The Seoul Games of 1988 would give Brazil additional success as the team would win a total of six medals including their first ever gold in judo to Half-Heavyweight Aurelio Miguel Fernandez. This would open the doors to other judokas of Brazil as Brazil has won a total of 18 Olympic medals in judo including three gold. Brazil having the biggest Japanese diaspora outside of Japan may have a lot to do with it. Additional medals came in sailing, football (featuring greats Bebeto, Careca and Romario) and athletics. One noteworthy medalist was sprinter Robson da Silva. He’s considered to be the best South American sprinter ever. His bronze in the 200m in Seoul came just five days after running in the 100m dash: considered by most to be “the dirtiest race in Olympic history.” Robson was actually one of two with the most justifiable cases of being clean athletes. I like what he’s always said: “Sure I didn’t dope and I didn’t win all that much, but I sleep well every night.”
1992 would only be a case of three medals in three different sports but it was still a good showing for Brazil as it was their second Games where they returned home with two golds: in man’s volleyball and in judo. The volleyball gold would be key as it would pave the way for future success for the Brazilian team at the Olympics.
1996 AND THE BRAZILIAN BREAKTHROUGH
As Brazil’s economy would grow over time, so would their athletic prowess. Ever since the 1996 Games in Atlanta, the Brazilian Olympic team would always leave each of the last five Games with at least ten medals or more. In fact 70 of the 109 total medals Brazil has won before the Rio Games were won in the previous five Summer Olympic Games. Atlanta was the very first sign of the Brazilian sports boom. The nation won a best-ever total of 15 medals including 3 gold. The introduction of beach volleyball led to Brazil taking the top 2 spots in the women’s category. They also had continued success in sailing, judo, football (featuring Ronaldo) and swimming but they also won their first ever equestrian medals as well as their first medals ever won by female athletes.
2000 was a case where Brazil didn’t win a single gold medal but still left Sydney with a total of 12 medals. Success continued in swimming, track, volleyball, judo, equestrian, sailing and volleyball. They sure made up for their no-gold disappointment in Athens in 2004 with five golds of their ten medals: their most golds ever. Actually it was originally four golds but a bizarre doping situation led to five. In equestrian show jumping, Rodrigo Pessoa finished second to Ireland’s Cian O’Connor. However it was later revealed months later that the doping sample from O’Connor’s horse went missing and was finally tested in November of 2004 resulting in a positive test. That bumped Pessoa up to Olympic champion: Brazil’s first ever equestrian gold medalist. Bizarre but glad it was finally set straight. Another example of Brazilian sportsmanship came in the men’s marathon. Vanderlei de Lima was leading the race when out of nowhere, an Irish defrocked priest hounded him and disrupted his run. Fortunately de Lima was able to get back to running and finish third. When he received his bronze medal, he was also given the de Coubertin award for fair and courageous play.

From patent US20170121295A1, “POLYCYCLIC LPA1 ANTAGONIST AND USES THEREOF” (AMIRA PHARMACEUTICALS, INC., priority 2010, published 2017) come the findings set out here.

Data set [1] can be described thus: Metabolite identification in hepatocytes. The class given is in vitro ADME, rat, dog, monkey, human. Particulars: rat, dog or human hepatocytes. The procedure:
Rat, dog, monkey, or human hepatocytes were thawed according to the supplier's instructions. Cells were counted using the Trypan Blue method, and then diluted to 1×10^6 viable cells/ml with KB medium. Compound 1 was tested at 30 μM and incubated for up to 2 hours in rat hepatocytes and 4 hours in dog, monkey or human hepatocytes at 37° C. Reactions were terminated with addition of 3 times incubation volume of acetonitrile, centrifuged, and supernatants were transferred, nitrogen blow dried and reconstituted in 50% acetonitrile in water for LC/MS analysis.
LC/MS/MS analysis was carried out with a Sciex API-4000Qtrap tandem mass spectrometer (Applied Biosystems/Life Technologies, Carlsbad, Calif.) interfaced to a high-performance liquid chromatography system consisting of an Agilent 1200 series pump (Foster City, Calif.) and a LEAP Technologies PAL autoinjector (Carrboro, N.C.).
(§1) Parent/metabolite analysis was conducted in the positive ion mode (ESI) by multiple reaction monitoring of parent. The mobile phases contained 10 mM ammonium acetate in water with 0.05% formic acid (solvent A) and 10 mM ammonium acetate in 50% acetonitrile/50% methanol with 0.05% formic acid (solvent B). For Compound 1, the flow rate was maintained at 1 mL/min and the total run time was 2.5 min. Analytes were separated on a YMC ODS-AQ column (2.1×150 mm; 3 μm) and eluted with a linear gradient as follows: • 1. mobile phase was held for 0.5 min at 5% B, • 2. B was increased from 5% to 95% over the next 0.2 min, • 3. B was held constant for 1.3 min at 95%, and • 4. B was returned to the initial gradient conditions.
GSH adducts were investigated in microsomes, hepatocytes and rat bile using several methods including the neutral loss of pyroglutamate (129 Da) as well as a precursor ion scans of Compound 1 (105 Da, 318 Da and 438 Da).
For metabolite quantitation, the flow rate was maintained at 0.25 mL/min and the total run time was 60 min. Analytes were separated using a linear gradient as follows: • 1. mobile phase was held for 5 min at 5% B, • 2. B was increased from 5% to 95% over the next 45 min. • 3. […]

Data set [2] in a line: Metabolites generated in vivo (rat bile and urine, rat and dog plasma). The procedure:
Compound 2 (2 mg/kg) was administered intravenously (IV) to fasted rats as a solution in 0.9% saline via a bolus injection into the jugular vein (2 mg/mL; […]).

2008 in Beijing saw their Olympic prowess taken another step further as they won three golds and a best-ever 16 medals. First-ever golds for Brazil came from swimmer Cesar Cielo Filho and long jumper Maurren Maggi in women’s athletics. This was also the first Olympics where both the men’s and women’s football teams won medals: silver for the women and bronze for the men. London 2012 was another increase in the medal haul with a best-ever 17 medals including three gold. The women’s volleyball team repeated as Olympic champions but the biggest gold-medal surprise came from gymnast Arthur Zanetti on the rings as he won Brazil’s first-ever gymnastics medal: gold on the rings. The team also won three medals in boxing–their first since 1968–and Yane Marques became the first Brazilian to win a modern pentathlon medal when she won silver.
A footnote to ad: Brazil has competed in every winter Olympics since the Albertville Games of 1992. Their best result is a ninth in snowboarding back in 2006.
No kidding Brazil wants to give their home country something to be proud of. They will field a team of 465 athletes in 29 sports and they hope to give Brazil its best-ever medal total. The men’s football team has brought Neymar–who was part of Brazil’s silver medal-winning team in 2012– on the squad. Marta is back on the women’s squad. And a unique situation in sailing where two of Torben Grael’s children–Marco and Martine– are competing in the sailing events.
As the athletes in Brazil compete in Rio de Janeiro, they will compete with a sense of pride. They will also compete having a set of heroes they’ve grown up admiring and idolizing and hopefully create new heroes for the next generation. The stage will be set.
DISCLAIMER: I know the Olympics have been going on for a week and a half and Brazil has won a lot of medals but I chose to exclude the results in Rio for the sake of keeping this blog ‘evergreen.’
WIKIPEDIA: Brazil At The Olympics. Wikipedia.com. 2016. Wikimedia Foundation Inc.<Brazil At The Olympics>
WIKIPEDIA: Brazil At The 1932 Summer Olympics. Wikipedia.com. 2016. Wikimedia Foundation Inc.<Brazil at the 1932 Summer Olympics>